D.C.’s LGBTQ Film Festival Showcases Queer Women of Color, Polyamory, Bisexuality and More

Gretchen Wylder
Five Questions For Gretchen Wylder
October 17, 2019
Two women at LockHER Room at ALOHO
Photos: The LockHER Room Party
October 25, 2019

D.C.’s LGBTQ Film Festival Showcases Queer Women of Color, Polyamory, Bisexuality and More

Scene from Ek-Aasha

Ek Aasha: A transgender (or Hijra) person in India struggles with gender identity and transitioning (Photo courtesy of Reel Affirmations)

Not many film festivals can celebrate twenty-six years of screenings like Reel Affirmations (RA), a Washington, D.C.–based LGBTQ film festival. While some fizzle out, RA has pressed on. And Kimberley Bush has arranged a stellar lineup for the 2019 showcase.

“It’s very important for people to see themselves on film, to see stories and characters that reflect who we are,” says Bush. She says that the festival provides opportunities to see different colors of the rainbow represented, especially those who aren’t normally shown. Audiences can go into a theater and witness their own experiences, or that of their community, through one of the films.

More than that, RA lets the filmmakers connect with their audience with talkbacks. Moderators ask thought-provoking questions for the directors and writers, and then open up the floor to anyone else who wants to get more information about the films.

This year showcases films about queer women of color, polyamory, bisexuality, and more. A few of the longer films include:

  • Daughters of the Fire. A film about three women who meet by chance and engage in a life-changing polyamorous roadtrip.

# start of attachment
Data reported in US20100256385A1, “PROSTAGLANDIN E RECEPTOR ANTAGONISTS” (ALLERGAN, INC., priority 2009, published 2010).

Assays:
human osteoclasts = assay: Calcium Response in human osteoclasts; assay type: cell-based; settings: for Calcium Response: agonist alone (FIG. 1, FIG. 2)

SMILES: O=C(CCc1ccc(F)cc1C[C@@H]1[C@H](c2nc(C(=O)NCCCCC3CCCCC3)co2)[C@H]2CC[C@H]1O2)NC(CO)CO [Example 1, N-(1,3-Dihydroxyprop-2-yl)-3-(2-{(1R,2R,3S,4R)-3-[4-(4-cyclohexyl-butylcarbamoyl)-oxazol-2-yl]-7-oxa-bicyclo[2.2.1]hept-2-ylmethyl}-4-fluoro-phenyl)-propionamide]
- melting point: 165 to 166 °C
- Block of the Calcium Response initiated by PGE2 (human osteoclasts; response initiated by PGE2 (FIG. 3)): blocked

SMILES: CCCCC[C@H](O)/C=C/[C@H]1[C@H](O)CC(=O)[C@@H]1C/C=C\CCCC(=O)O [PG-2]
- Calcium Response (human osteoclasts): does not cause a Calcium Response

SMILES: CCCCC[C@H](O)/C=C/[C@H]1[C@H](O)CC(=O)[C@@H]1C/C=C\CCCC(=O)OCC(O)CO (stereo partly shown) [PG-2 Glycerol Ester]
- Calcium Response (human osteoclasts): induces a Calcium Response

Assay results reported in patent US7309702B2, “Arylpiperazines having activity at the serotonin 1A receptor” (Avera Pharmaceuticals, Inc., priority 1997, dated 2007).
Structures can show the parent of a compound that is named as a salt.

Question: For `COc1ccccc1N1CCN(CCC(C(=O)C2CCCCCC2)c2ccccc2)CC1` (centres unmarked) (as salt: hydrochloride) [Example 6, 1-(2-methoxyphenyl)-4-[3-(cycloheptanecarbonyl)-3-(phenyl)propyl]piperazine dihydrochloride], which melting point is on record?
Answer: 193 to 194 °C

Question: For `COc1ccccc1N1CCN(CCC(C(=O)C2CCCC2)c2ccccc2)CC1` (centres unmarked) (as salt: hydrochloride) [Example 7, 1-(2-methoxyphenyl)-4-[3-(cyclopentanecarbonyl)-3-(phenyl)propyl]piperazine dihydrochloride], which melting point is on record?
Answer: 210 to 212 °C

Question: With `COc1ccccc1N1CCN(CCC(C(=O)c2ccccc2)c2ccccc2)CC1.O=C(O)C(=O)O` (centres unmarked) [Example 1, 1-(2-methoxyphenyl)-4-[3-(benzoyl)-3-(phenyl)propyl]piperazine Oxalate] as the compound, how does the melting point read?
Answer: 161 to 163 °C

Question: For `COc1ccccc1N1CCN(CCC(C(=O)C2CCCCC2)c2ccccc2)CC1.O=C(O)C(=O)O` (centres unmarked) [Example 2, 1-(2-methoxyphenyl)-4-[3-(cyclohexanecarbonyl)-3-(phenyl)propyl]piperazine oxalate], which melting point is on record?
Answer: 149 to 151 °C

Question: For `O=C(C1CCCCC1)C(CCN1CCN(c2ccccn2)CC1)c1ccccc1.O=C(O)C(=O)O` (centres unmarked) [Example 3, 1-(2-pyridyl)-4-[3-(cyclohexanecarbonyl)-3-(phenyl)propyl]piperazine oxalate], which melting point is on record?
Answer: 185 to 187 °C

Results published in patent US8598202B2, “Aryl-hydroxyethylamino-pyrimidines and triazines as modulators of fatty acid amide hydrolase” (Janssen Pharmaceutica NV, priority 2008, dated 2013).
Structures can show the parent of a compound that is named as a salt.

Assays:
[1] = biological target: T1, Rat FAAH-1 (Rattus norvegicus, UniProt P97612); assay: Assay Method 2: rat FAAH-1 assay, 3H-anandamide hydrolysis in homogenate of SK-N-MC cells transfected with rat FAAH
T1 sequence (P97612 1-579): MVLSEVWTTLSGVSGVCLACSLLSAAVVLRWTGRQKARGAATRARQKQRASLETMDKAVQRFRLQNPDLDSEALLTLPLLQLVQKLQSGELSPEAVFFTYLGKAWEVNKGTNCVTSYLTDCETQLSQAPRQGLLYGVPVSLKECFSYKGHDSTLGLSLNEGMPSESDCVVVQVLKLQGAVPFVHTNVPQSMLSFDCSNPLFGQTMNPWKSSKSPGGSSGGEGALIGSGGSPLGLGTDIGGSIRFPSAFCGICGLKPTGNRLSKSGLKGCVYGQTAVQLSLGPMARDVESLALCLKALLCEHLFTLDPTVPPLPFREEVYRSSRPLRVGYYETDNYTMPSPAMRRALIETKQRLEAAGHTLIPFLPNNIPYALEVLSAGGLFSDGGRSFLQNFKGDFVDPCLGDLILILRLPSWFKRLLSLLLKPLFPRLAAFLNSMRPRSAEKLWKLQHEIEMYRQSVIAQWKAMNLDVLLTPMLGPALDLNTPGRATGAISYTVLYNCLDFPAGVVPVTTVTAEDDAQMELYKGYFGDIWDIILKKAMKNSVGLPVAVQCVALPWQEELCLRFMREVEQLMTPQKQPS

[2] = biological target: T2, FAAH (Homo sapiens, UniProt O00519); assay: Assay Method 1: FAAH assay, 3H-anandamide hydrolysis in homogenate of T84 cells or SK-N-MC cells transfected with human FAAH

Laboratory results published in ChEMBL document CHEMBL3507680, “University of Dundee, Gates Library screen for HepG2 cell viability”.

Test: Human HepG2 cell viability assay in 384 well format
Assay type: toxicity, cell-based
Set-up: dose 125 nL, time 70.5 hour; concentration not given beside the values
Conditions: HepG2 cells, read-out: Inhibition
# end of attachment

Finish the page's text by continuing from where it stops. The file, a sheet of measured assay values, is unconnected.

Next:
• Before We Grow Old. A German film about two women and a man in their 20s who explore their sexuality together, until one of the trio falls pregnant.
  • Seahorse: The Dad Who Gave Birth. A true story about Freddy, a 30-year-old transman from the UK who decides he wants to carry and give birth to a child.
  • Batekoo. A short film about a party that became a manifesto for the Black and LGBTQ+ movement in Brazil.
  • Ek Aasha. A transgender (or Hijra) person in India struggles with gender identity, transitioning, and dreams of becoming a teacher.

There will also be two short film blocks: “IRL…In Real Life” and “Crossing the Line.”

The films include narratives, documentaries, comedies, and dramas. They feature people living with a variety of sexual and gender identities, lifestyles, and experiences. Bush says, “It’s so important for me to see women, brown and black bodies, and non-binary individuals, both as the subjects of the films and the creators. I mean, when do you have an opportunity to see Argentinian polyamorous women taking control of their sexuality like in Daughters of the Fire?”

Reel Affirmations takes place at GALA Hispanic Theatre, 3333 14th Street NW on Friday, October 25 through Sunday, October 27. For more information, visit www.reelaffirmations.org.

 

 

 

 

 

 

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Katherine Weinberg
Katherine Weinberg (she/her) is a bisexual freelance writer based in Las Vegas. When not saving the world through her work in the solar energy industry, she writes for various queer-friendly publications, focusing on the unique experiences of Southern Nevadans.